La casa Azul is seriously the number one reason I want to learn Spanish. Warning: extreme cuteness below!

Do you ever pick up the phone to call somebody and it rings in your hand just as you're about to dial and it just so happens it's the person you were trying to call? This happens to me sometimes and I get super excited about the stars aligning. Something similar just happened. As I was writing this entry about my love of La Casa Azul, Danny emailed me with the following video link. And in case you're thinking, well you both probably saw that video not too long ago and hence it's not too surprising you'd be talking about it now, the answer is no. I haven't watched it for quite a long time. It was just a crazy coincidence and I'm loving it.

I'm curious to know what other people think of La Casa Azul. Do you love it? Is it too cheesy for you? Does it feel like a glorified Gap ad or do you wish you could be shimmying in balloons?


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Friday, October 13, 2006

http://ninabarry.com#24: 30,000 Votes, Message in a Bottle, & Robots in Disguise.

First off, Nina's too modest to toot her own horn, but a few days ago she finished the painting on the right, a commission for a painting of a client's cat. It's one of my favorite paintings of hers, so I thought I'd share it here. On the art tip, NPR had a great segment the other day about the fate of the over 600,000 pieces of privately owned art that were looted by the Nazis during WWII.

As I'm typing this, we're receiving vote 30,000 on our site, which means that we're 3% through this crazy project of ours. Some perspective: our current President only received 21,256 votes in Washington, D.C. when he ran for re-election in 2004. I'm tempted to make a joke about our approval ratings, but I'll refrain (oh wait, I just did). Anyhow, this increased voting rate has me wondering when the 1,000,000th vote will be tallied. Perhaps we should start a betting pool?

Speaking of actual governmental elections, yesterday I discovered this page on The Washington Post's site. The U.S. Congress Votes Database allows you to see how every member of Congress voted on every single issue throughout their career. It's wonderful to see all the ways in which the internet is empowering voters. And please, if you haven't already, register to vote--there's still time!

This story about a little girl who has twice successfully sent messages in a bottle (including one from Scotland to New Zealand) is a little cutesy, I know, but it's a nice reminder of the spirit of childhood.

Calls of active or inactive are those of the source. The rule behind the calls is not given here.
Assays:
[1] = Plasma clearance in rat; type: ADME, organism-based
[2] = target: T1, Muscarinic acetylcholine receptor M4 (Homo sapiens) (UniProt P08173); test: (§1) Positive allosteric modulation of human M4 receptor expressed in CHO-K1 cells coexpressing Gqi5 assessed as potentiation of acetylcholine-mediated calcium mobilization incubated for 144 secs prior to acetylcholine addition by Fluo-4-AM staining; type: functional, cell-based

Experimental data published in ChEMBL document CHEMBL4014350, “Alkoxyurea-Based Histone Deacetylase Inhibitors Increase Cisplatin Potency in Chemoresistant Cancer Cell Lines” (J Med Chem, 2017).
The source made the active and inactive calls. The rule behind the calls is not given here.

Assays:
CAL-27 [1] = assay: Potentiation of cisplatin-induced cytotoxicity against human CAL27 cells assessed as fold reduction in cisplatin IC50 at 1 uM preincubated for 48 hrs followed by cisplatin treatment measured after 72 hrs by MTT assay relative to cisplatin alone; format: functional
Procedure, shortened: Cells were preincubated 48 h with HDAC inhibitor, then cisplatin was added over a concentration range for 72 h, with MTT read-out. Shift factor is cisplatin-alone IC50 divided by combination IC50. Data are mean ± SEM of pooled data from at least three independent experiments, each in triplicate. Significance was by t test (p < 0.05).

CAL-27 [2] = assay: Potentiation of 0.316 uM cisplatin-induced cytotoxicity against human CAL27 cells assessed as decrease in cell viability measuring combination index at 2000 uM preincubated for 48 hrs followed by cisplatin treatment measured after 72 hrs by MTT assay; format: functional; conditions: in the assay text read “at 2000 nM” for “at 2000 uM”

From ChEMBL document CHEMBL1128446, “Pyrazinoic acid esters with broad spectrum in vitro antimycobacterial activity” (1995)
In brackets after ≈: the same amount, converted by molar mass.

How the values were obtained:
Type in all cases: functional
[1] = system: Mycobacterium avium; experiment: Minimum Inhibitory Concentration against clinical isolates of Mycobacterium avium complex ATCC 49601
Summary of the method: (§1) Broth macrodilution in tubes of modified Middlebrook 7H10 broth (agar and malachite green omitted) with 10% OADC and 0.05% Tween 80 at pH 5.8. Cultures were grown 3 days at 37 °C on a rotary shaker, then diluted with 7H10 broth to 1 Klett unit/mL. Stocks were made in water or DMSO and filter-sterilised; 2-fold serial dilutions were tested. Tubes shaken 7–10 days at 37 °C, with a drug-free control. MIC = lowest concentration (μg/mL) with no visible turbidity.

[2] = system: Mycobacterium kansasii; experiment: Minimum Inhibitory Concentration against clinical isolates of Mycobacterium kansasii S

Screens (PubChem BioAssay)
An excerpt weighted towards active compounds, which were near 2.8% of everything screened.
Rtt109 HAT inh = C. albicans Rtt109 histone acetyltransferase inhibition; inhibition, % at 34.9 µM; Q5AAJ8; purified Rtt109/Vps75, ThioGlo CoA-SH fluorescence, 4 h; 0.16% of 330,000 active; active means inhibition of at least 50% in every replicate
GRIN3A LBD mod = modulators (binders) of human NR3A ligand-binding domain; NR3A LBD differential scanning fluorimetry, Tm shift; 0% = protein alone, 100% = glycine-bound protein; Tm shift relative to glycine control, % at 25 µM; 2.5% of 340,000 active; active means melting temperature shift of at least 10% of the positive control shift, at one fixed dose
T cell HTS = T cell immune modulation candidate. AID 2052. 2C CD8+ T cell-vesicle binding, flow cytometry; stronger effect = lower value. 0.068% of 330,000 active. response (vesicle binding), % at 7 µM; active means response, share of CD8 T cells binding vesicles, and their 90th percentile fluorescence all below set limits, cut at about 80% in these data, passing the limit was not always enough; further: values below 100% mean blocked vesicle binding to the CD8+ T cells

We've been listening to a British/German duo called Robots in Disguise for a few years now--I sometimes find myself wanting to listen to them when we're out and about and it's getting a little too late in the evening. There's a rough edge to their songs which lends itself to that time of night. Unfortunately, I think their records are only available as imports in the U.S. Here's the video for "Argument":

There's a lot to be said for how they capture the basic ridiculousness and circularity of fights ("You always... You never...") in a manner that is both keen and playful. Great track.


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Thursday, October 12, 2006

Alain de Botton's new book, The Architecture of Happiness#23: The Architecture of Happiness, Conspiracy Theories, & True Confessions.

The other day I was lamenting the fact that Nina and I haven't really discussed any books on the blog even though we're both avid readers. Fortunately, one of our favorite authors, Alain de Botton, has a new book out called The Architecture of Happiness.

Reading de Botton is sort of like having an erudite lover on the side. His writing is pithy and witty, and he frequently causes you to admire the humor and zest in things which theretofore had none. In the past, he's taken on Proust, romance, status anxiety, philosophy, and, most pertinently for us, travel.

I'm looking forward to his take on the sense of place and the emotional underpinnings behind the spaces we inhabit. You can read a bit of the first chapter if you're so inclined. Apparently (unbeknownst to us) several of his previous works have been turned into programs aired on PBS; this one has seen a similar adaptation (clips here).

Yesterday we received a very entertaining message from someone on our MySpace page. Mike is a blogger in St. Louis and was kind enough to alert us to a post he'd written which insinuated that our site may be a viral marketing hoax along the lines of the LonelyGirl15 phenomenon. It is our first conspiracy theory, which flattered and tickled Nina and I to no end. I wrote him a message explaining that we were, in fact, real people, and he was kind enough to let his readers know by posting a portion of that clarification. Still, I hope it's not the last time it happens, especially since that "contingent book deal" part sounds so enticing! Are you listening, publishers?